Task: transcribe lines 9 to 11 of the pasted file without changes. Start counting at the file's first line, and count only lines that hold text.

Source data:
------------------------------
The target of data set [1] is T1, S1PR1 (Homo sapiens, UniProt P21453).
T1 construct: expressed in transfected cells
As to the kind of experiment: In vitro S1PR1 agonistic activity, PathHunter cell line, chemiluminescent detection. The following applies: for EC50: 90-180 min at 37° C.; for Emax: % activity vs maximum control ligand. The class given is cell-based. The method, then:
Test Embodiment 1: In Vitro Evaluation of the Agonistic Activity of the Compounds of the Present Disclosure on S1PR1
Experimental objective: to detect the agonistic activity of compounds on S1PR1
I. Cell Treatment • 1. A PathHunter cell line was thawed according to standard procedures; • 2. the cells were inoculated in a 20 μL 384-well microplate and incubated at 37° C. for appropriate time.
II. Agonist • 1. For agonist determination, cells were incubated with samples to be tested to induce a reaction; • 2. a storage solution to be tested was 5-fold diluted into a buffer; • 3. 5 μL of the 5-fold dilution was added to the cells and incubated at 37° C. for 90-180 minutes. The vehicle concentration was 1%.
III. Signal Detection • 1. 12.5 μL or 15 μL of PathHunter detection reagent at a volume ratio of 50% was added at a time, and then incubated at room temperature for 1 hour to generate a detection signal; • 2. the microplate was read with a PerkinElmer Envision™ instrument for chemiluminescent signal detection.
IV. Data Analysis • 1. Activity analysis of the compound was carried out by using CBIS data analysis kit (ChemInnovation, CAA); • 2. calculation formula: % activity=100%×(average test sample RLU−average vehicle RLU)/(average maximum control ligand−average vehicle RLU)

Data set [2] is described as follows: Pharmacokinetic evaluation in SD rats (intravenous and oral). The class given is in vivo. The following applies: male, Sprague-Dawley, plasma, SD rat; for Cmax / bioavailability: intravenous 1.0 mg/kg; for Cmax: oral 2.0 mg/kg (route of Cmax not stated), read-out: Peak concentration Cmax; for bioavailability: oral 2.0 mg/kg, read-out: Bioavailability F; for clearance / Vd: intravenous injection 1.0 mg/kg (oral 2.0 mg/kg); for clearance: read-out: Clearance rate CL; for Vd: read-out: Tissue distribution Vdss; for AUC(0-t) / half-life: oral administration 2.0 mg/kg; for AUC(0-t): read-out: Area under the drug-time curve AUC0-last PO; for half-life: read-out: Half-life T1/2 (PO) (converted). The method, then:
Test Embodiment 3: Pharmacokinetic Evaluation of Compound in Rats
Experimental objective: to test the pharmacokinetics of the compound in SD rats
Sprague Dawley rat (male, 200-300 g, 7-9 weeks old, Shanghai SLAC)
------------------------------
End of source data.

IV. Data Analysis • 1. Activity analysis of the compound was carried out by using CBIS data analysis kit (ChemInnovation, CAA); • 2. calculation formula: % activity=100%×(average test sample RLU−average vehicle RLU)/(average maximum control ligand−average vehicle RLU)

Data set [2] is described as follows: Pharmacokinetic evaluation in SD rats (intravenous and oral). The class given is in vivo. The following applies: male, Sprague-Dawley, plasma, SD rat; for Cmax / bioavailability: intravenous 1.0 mg/kg; for Cmax: oral 2.0 mg/kg (route of Cmax not stated), read-out: Peak concentration Cmax; for bioavailability: oral 2.0 mg/kg, read-out: Bioavailability F; for clearance / Vd: intravenous injection 1.0 mg/kg (oral 2.0 mg/kg); for clearance: read-out: Clearance rate CL; for Vd: read-out: Tissue distribution Vdss; for AUC(0-t) / half-life: oral administration 2.0 mg/kg; for AUC(0-t): read-out: Area under the drug-time curve AUC0-last PO; for half-life: read-out: Half-life T1/2 (PO) (converted). The method, then:
Test Embodiment 3: Pharmacokinetic Evaluation of Compound in Rats